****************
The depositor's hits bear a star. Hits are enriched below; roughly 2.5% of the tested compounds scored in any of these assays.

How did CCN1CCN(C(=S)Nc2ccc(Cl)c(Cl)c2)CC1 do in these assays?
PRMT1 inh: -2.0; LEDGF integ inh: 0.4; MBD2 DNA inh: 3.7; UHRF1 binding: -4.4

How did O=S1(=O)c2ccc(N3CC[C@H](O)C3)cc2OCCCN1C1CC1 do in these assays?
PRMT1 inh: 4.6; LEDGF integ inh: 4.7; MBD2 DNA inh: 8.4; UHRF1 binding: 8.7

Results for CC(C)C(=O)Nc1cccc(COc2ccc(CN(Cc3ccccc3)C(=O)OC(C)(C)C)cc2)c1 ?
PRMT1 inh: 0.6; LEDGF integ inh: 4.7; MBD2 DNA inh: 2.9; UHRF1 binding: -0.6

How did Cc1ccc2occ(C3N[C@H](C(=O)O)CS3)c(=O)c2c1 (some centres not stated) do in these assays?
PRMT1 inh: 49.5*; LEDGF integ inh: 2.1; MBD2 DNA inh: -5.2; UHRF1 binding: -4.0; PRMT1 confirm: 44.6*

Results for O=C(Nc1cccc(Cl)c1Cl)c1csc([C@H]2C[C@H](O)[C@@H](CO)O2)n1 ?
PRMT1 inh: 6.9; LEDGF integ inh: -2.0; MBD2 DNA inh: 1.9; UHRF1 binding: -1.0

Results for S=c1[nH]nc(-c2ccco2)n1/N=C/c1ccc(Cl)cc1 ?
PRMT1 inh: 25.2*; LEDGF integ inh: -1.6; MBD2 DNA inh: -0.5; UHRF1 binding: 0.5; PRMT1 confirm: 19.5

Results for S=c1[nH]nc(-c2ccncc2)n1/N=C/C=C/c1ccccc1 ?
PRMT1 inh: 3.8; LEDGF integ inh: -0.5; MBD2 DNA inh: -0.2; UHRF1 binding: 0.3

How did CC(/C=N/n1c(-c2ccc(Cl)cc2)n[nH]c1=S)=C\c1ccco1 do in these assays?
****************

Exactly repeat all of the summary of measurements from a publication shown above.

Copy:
The depositor's hits bear a star. Hits are enriched below; roughly 2.5% of the tested compounds scored in any of these assays.

How did CCN1CCN(C(=S)Nc2ccc(Cl)c(Cl)c2)CC1 do in these assays?
PRMT1 inh: -2.0; LEDGF integ inh: 0.4; MBD2 DNA inh: 3.7; UHRF1 binding: -4.4

How did O=S1(=O)c2ccc(N3CC[C@H](O)C3)cc2OCCCN1C1CC1 do in these assays?
PRMT1 inh: 4.6; LEDGF integ inh: 4.7; MBD2 DNA inh: 8.4; UHRF1 binding: 8.7

Results for CC(C)C(=O)Nc1cccc(COc2ccc(CN(Cc3ccccc3)C(=O)OC(C)(C)C)cc2)c1 ?
PRMT1 inh: 0.6; LEDGF integ inh: 4.7; MBD2 DNA inh: 2.9; UHRF1 binding: -0.6

How did Cc1ccc2occ(C3N[C@H](C(=O)O)CS3)c(=O)c2c1 (some centres not stated) do in these assays?
PRMT1 inh: 49.5*; LEDGF integ inh: 2.1; MBD2 DNA inh: -5.2; UHRF1 binding: -4.0; PRMT1 confirm: 44.6*

Results for O=C(Nc1cccc(Cl)c1Cl)c1csc([C@H]2C[C@H](O)[C@@H](CO)O2)n1 ?
PRMT1 inh: 6.9; LEDGF integ inh: -2.0; MBD2 DNA inh: 1.9; UHRF1 binding: -1.0

Results for S=c1[nH]nc(-c2ccco2)n1/N=C/c1ccc(Cl)cc1 ?
PRMT1 inh: 25.2*; LEDGF integ inh: -1.6; MBD2 DNA inh: -0.5; UHRF1 binding: 0.5; PRMT1 confirm: 19.5

Results for S=c1[nH]nc(-c2ccncc2)n1/N=C/C=C/c1ccccc1 ?
PRMT1 inh: 3.8; LEDGF integ inh: -0.5; MBD2 DNA inh: -0.2; UHRF1 binding: 0.3

How did CC(/C=N/n1c(-c2ccc(Cl)cc2)n[nH]c1=S)=C\c1ccco1 do in these assays?